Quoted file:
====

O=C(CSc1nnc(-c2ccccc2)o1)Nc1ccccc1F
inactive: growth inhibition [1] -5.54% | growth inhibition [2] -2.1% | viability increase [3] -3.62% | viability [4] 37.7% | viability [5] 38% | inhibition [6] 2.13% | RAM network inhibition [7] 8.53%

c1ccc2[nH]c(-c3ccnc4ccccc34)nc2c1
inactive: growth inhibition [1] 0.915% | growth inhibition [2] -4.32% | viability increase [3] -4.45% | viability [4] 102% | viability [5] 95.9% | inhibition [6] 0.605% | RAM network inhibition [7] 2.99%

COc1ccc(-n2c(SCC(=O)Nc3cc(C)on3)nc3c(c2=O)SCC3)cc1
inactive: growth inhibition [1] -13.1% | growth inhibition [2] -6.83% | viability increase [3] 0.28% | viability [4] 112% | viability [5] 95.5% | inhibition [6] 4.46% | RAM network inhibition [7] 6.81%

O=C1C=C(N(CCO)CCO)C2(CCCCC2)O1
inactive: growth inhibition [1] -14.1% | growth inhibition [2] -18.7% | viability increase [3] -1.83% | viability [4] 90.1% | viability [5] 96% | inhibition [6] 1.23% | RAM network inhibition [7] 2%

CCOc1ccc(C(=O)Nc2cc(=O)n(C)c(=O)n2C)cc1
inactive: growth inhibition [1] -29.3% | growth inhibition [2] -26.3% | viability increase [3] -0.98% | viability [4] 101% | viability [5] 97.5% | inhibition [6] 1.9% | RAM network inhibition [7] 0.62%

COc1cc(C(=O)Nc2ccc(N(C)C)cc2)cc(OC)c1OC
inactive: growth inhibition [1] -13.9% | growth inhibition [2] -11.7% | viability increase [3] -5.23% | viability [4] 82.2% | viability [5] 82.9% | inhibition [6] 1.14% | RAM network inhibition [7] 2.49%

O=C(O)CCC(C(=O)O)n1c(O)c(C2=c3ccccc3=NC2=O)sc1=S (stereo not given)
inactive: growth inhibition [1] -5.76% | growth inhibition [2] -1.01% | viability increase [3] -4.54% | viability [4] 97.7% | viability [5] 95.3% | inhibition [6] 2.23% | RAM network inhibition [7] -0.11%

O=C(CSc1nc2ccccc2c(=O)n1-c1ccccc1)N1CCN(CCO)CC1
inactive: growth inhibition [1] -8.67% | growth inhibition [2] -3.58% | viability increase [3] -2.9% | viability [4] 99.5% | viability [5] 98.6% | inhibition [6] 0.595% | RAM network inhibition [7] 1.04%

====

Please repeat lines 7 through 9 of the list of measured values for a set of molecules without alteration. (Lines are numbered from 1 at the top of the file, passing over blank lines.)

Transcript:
O=C1C=C(N(CCO)CCO)C2(CCCCC2)O1
inactive: growth inhibition [1] -14.1% | growth inhibition [2] -18.7% | viability increase [3] -1.83% | viability [4] 90.1% | viability [5] 96% | inhibition [6] 1.23% | RAM network inhibition [7] 2%

CCOc1ccc(C(=O)Nc2cc(=O)n(C)c(=O)n2C)cc1